For instance, the Chief and his wife Cally had a child.  Since it later turned out that the Chief is a Cylon, the baby would have been half-human, half-Cylon.   At a certain point Cally is killed by one of the other Cylons, then the Doctor later tells the Chief  his son is not really his own child but was the product of an earlier liaison between Cally and someone else (a non-Cylon).  The Chief seems to take it in stride, as if it were nothing at all to give up one’s son to another man.

The writers came up with this silly resolution for the simple reason that they already had a half-human, half-Cylon child, Hera.  Having another half-human, half-Cylon child would detract from Hera.  Of course, if the writers had selected more plausible characters as the final five Cylons – and the Chief was certainly not a plausible selection for the part — there would have been no reason to get rid of the boy, or have the Chief react so non-chalantly to losing custody.

I wonder whether a gay agenda was at work in selecting the final five Cylons.  The obvious moral of the arc was that humans had to learn to live with Cylons, to get over their prejudices and intolerance toward Cylons.  One of the major goals of the gay rights agenda is to convince people that the gay lifestyle is the same as skin color or gender.  In this way, perversion can be turned into a civil right.  Maybe I’m just imagining it but whenever the TV or movie industry begins to talk about tolerance, it makes me wonder whether the sheep should get nervous.

Another bit of silliness is that the writers turned the 13th tribe into Cylons!  Thus, when the colonists found the planet called “Earth” they discovered it had been populated by Cylons.  In the original show, the members of the 13th tribe were considered “brothers of man.”  Why the new show chose to make them all Cylons is inexplicable.  It was just another meaningless attack on the canon.

I was also greatly annoyed at the decision to scrap all the ships and technology of the colonial fleet, flying them into the sun.  This deliberate rejection of progress and turn to the “simpler life” or to primitivism represents the romantic, agrarian view that technology and civilization are threats to human enlightenment and survival.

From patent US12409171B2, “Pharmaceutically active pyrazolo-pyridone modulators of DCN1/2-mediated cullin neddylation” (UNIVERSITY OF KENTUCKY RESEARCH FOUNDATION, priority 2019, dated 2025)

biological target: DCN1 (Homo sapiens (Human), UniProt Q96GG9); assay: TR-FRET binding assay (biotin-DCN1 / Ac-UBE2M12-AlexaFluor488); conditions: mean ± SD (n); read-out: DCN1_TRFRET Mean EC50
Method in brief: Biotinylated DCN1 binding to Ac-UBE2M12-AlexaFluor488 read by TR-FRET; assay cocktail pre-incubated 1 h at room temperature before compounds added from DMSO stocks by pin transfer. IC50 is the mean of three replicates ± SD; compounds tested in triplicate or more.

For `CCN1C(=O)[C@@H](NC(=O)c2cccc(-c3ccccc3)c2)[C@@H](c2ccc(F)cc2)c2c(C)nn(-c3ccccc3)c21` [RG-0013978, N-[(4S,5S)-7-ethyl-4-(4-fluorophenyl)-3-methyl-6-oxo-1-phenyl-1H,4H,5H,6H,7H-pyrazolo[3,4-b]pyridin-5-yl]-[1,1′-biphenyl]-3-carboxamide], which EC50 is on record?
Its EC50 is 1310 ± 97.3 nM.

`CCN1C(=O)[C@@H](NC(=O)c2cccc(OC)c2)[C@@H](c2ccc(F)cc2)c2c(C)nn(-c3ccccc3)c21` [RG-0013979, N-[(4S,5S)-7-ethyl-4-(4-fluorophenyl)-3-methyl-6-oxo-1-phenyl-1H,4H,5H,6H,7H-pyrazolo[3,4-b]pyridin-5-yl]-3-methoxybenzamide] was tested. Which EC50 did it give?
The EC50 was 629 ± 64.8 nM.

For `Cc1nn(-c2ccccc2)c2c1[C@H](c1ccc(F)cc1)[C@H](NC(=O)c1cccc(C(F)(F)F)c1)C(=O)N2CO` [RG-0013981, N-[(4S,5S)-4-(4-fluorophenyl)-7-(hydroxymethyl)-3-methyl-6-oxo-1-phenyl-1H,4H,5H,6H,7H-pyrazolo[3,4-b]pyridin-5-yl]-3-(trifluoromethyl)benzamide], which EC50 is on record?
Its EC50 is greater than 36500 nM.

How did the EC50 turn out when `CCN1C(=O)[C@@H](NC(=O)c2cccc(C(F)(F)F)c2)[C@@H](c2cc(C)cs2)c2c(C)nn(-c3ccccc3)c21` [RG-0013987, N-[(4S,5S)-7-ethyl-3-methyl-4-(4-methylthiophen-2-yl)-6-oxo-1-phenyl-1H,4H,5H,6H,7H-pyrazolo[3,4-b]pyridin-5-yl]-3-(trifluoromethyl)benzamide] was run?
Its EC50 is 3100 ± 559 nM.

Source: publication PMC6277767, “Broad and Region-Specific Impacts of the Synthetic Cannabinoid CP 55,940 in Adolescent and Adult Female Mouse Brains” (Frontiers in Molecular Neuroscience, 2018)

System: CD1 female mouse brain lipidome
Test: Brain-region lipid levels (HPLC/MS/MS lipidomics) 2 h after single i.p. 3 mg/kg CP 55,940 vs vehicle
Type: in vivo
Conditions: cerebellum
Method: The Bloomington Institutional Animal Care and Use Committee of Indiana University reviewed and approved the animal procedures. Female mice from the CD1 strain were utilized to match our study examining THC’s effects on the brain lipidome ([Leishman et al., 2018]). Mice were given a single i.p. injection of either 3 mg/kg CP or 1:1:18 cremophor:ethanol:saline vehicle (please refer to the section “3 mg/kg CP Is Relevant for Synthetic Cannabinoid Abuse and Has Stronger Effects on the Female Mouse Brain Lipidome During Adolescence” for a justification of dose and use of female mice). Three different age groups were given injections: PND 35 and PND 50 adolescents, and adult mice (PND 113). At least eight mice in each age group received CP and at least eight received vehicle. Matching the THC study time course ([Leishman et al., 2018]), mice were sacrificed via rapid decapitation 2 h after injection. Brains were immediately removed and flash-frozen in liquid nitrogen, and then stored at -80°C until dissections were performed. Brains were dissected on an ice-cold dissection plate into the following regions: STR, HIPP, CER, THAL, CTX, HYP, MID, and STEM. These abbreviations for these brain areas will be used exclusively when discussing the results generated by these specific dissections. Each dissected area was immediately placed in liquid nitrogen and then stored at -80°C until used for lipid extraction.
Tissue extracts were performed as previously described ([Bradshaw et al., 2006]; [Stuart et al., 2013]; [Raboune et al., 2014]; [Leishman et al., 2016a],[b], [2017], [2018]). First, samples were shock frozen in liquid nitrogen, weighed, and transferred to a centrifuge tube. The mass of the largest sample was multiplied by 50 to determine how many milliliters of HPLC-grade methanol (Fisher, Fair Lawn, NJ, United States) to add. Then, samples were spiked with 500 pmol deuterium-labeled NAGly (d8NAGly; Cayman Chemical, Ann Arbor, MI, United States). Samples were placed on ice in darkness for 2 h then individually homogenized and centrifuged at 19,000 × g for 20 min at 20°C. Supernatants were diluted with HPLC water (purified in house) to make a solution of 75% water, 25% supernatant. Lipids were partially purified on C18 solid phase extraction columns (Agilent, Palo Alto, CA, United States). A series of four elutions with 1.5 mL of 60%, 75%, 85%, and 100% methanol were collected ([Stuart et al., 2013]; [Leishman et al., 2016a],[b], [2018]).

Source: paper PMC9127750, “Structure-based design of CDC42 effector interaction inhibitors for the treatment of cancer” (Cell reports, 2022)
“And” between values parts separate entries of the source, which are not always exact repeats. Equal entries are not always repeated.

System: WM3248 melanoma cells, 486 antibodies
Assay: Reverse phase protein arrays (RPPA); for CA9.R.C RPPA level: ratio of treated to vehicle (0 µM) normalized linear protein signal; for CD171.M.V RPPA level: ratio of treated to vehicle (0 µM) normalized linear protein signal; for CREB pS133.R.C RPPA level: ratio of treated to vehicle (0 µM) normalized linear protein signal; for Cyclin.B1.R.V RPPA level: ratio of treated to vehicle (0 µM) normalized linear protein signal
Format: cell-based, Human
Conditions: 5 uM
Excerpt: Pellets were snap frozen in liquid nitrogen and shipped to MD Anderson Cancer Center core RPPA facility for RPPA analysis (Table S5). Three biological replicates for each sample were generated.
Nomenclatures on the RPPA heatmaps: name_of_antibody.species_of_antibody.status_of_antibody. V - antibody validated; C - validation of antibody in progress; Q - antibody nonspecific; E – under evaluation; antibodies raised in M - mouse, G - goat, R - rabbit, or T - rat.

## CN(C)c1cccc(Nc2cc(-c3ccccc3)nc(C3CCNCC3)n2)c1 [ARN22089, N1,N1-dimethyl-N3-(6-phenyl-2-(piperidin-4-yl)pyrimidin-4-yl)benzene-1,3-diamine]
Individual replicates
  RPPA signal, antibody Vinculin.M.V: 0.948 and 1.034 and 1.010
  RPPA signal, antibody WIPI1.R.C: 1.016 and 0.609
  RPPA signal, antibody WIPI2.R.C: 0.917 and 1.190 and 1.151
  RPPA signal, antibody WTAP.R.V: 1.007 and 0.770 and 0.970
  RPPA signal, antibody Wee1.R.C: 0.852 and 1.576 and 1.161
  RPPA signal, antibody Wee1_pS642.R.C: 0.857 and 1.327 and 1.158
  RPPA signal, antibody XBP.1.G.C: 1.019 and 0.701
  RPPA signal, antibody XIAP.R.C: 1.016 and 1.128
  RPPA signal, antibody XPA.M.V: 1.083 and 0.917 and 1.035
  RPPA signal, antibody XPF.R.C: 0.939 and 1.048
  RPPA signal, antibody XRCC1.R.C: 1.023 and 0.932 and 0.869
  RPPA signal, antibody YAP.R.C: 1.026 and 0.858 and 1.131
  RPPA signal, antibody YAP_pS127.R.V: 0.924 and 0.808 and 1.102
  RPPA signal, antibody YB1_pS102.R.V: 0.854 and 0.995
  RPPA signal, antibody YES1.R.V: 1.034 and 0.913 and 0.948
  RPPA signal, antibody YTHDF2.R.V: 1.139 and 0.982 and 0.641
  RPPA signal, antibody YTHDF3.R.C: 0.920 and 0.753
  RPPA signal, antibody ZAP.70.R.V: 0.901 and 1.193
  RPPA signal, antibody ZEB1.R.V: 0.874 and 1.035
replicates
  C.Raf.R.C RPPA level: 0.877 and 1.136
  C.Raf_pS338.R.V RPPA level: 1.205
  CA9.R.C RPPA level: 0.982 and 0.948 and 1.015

For me, such simpler life thinking would mark the beginning of a new Dark Age – and that’s apparently what ensued on New Earth.

As I said, this is a fast-paced and exciting series to watch, but you might want to watch the old series, too, to get a better appreciation for, and perspective on, the legend of Battlestar Galactica.


  1. Cagey Cecil says:

    I dug your ‘epistle to dippy’, your take on Bg’s 2nd series dystopian re-
    Visionism was fracking enlightening; one that left me feeling disturbing-
    ly parochial in my interpretation of today’s space channel tv fare.In short, this was
    that cold water shot to the brain; the time to tumese(sic) my
    ever waning distecular fortitude.

    Thanxs S.W

  2. I wasn’t fond of the general nihilism in the second series myself. The Cylon in the red dress could stop a molecular clock, though. Dang. The business of all the unmilitary hanky panky-that’s not a good sign. You gotta have discipline in a military or you’re history.

  3. Vern Crisler says:

    Thanks Dante. Yes, lack of military discipline made the show seem more like a typical Hollywood tv show rather than “realistic” science fiction.